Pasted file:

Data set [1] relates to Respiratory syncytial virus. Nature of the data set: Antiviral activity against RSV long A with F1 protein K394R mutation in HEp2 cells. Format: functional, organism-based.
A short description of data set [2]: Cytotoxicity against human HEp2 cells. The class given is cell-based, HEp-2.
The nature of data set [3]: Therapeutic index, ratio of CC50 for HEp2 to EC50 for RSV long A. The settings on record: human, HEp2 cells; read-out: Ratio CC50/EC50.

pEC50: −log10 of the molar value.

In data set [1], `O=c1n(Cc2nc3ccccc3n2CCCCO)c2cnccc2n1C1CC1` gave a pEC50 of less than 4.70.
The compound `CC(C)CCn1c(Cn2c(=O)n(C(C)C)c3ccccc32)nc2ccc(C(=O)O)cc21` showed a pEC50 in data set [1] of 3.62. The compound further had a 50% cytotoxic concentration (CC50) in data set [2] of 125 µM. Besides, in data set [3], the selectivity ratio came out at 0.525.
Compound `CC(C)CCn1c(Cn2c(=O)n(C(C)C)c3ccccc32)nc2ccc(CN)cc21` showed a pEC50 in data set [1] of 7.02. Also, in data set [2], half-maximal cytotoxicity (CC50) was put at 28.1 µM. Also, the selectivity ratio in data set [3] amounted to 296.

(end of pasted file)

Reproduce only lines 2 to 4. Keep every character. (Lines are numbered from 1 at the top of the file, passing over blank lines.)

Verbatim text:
A short description of data set [2]: Cytotoxicity against human HEp2 cells. The class given is cell-based, HEp-2.
The nature of data set [3]: Therapeutic index, ratio of CC50 for HEp2 to EC50 for RSV long A. The settings on record: human, HEp2 cells; read-out: Ratio CC50/EC50.

pEC50: −log10 of the molar value.